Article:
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A new CEO for AFP: Understanding Project Fries

Wednesday 18 April 2018

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Who is AFP’s new CEO, Fabrice Fries? What are his plans? How should we react? SUD offers its initial analysis.

Back to the 2015 reforms

On a first reading of the platform that Fries submitted to the selection committee — AFP, 2018-2022 - Let’s Change ! — as well as the first reactions from trade unions and the Society of Journalists, it seems to us there is a major misunderstanding of the deep changes that have taken place since 2015 which have resulted in a new financial and management model at the agency:

● AFP has been placed under EU market rules (the agreement with Brussels)
● Significant modification of AFP’s 1957 Statute
● Creation of the subsidiary AFP Blue
● Signature of a new contract with the French state (COM 2015-2018)
● Renegotiation of wage and benefits agreements (“Grand Accord” of 2017)
● Commercial plan (“1,000 new clients”)

Our analysis of this new model (which we have advanced since 2015 ) is far from being shared universally at the Agency, although events appear to bear it out completely. To say today that Fries Platform is an attack on AFP’s 1957 Statute is to forget our collective defeat in 2015 and to ignore that the process to break up AFP has been underway since then. A recap:

The 1957 statute (modified in 2012) defined AFP as an institution that has exclusively public interest missions. It was structurally independent, as “it may under no circumstances fall under the control, either de facto or de jure, of any ideological, political or economic grouping”. It had no need for a charter as the first two articles of the statute were sufficiently clear: the Agency was “to seek out, in France … as well as abroad, the elements of a complete and objective information service … (and) to place that information at the disposal of users in exchange for payment.” It was a unique statute, which differentiated AFP from the other global news agencies which operated to earn profits or were under the direct control of governments which financed them.

The 2015 Statute retained the first two articles, but emptied them of meaning, by specifying that in addition to its public interest mission AFP also has commercial activities serving the interests of clients. This also clearly stated in the Aims and Means Contract (COM), signed by the French state and AFP, that set the conditions for financing the Agency. The statute also gives AFP’s Conseil Superieur the role of being the European Commission’s guard dog to ensure that public funding for AFP does not pass limits authorized by Brussels. This is why we said the 2015 Statute places AFP under a double guardianship of an ideological grouping (the European Commission) and a political grouping (the French government), stripping it of the structural independence it enjoyed earlier. AFP has been given an ethics charter, which only poorly masks the loss of our independence. Finally, the new statute puts AFP under the same bankruptcy rules as ordinary commercial firms.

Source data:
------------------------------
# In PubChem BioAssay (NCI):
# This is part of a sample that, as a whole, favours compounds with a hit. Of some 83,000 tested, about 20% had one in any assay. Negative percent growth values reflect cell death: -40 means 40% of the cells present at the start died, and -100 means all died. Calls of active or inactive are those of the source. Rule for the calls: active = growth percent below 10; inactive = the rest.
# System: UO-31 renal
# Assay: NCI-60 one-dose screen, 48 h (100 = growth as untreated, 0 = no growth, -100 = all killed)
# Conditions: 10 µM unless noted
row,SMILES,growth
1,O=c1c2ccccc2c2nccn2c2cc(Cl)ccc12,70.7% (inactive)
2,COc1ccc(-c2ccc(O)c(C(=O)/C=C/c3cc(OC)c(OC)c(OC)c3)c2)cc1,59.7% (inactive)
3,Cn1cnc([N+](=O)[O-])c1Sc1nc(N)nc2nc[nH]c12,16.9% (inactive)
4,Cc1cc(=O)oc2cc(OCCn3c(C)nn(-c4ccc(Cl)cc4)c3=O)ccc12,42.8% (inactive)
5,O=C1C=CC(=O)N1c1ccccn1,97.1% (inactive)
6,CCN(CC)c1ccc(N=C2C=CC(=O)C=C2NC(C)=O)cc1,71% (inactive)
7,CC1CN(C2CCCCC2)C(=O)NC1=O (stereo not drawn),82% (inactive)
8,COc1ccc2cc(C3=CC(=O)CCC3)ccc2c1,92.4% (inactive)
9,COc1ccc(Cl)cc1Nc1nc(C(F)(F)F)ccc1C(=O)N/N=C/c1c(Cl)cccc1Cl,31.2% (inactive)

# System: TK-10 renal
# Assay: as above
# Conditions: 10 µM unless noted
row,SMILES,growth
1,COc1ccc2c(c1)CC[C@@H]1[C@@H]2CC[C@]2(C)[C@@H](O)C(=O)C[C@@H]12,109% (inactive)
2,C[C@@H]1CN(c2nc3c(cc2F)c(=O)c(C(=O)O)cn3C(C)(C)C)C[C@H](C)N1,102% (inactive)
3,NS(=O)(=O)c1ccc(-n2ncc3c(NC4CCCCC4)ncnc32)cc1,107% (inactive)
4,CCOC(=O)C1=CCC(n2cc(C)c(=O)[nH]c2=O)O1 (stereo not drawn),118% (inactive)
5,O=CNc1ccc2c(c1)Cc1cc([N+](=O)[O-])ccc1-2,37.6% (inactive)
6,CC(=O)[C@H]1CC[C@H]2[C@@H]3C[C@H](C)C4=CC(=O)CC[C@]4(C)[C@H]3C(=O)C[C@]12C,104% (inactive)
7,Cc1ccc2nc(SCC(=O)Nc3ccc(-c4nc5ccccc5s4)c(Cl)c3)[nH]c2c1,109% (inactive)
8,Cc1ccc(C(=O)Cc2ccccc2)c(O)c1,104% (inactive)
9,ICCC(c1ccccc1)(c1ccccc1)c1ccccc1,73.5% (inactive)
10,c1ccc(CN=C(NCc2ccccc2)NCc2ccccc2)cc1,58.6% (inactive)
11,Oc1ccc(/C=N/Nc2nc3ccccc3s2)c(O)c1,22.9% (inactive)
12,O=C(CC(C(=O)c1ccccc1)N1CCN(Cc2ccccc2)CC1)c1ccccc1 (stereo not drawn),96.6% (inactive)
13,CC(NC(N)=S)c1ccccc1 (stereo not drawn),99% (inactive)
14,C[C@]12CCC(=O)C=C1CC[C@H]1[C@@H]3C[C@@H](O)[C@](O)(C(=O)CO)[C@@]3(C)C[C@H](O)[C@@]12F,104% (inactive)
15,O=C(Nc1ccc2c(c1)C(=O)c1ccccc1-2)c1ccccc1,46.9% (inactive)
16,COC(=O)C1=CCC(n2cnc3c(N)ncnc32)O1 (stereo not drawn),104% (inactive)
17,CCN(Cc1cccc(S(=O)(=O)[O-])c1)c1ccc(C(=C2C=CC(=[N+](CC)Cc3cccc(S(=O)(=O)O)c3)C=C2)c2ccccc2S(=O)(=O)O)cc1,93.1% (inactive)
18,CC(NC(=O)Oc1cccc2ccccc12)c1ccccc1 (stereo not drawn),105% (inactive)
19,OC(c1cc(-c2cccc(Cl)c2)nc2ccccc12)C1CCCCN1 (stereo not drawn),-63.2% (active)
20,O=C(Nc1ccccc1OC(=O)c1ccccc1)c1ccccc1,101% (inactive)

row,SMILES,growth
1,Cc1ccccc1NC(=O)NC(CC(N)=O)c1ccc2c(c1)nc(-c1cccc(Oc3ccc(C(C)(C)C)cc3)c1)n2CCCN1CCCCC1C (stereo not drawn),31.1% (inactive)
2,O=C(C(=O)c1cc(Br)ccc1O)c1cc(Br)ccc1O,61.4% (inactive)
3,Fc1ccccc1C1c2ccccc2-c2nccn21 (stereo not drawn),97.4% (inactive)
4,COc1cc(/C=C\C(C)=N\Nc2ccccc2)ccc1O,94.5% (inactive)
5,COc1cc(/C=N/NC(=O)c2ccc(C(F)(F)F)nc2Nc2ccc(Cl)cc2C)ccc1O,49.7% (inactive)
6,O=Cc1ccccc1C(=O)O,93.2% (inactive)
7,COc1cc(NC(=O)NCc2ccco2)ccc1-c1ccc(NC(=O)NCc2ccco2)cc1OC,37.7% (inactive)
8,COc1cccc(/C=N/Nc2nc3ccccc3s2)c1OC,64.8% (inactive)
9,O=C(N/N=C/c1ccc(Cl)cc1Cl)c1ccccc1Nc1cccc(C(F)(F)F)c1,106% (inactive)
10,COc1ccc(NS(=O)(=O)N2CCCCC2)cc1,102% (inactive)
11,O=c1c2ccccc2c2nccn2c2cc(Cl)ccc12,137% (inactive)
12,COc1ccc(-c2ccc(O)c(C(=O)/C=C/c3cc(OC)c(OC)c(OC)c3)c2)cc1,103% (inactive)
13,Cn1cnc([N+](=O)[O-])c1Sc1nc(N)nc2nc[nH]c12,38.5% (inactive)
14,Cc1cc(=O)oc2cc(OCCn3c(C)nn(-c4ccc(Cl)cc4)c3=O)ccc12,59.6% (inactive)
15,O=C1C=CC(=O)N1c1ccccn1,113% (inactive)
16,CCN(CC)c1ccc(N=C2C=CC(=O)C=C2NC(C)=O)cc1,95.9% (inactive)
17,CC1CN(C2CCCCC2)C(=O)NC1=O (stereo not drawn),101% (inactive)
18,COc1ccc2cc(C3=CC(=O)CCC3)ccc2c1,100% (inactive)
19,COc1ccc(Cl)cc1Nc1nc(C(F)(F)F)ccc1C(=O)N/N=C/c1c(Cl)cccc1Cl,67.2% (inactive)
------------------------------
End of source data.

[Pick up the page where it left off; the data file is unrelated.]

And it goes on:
The “necessary measures” handed down the European Commission authorized the French state to subsidize AFP’s operations under a public interest mission. But this authorization was based on the fact that public aid to AFP existed before the Treaty of Rome which began the European integration process. The authorization was also only temporary — for 10 years. In 2025, everything will be reviewed from scratch.

Fries has a European roadmap

Of course Mr Fries had to justify changing the CEO by attacking the record of his predecessor, Emmanuel Hoog (who managed the Agency from 2010 to 2018) and he promises a “new method”. His platform of “10 actions” is fully consistent with an eventual privatizing of AFP, and dovetail with efforts underway since 2015.

In particular, the platform clearly aims to manage the Agency by the same profitability criteria used at commercial firms and to prepare for the reckoning with Brussels in 2025: the year when state funding for AFP may no longer be justified by the public interest mission.

It is very telling that the public interest mission is not mentioned once in the platform drafted by Mr Fries, who clearly aims to prepare AFP for post-2025:

First stage: “AFP should demonstrate that its transformation plan is putting it on a sustainable path” (page 8). “The measure of success, over five years, is the return of growth and profits as well as the emergence of a new generation of products” (page 10).

Second stage: a new reform of the Agency’s Statute which will permit the “capitalization of the Agency”. “It seems to me this issue may not be broached until the plan attains its first effects: the reform of the statute for me is not an issue at the ‘top of the inbox’” (page 8).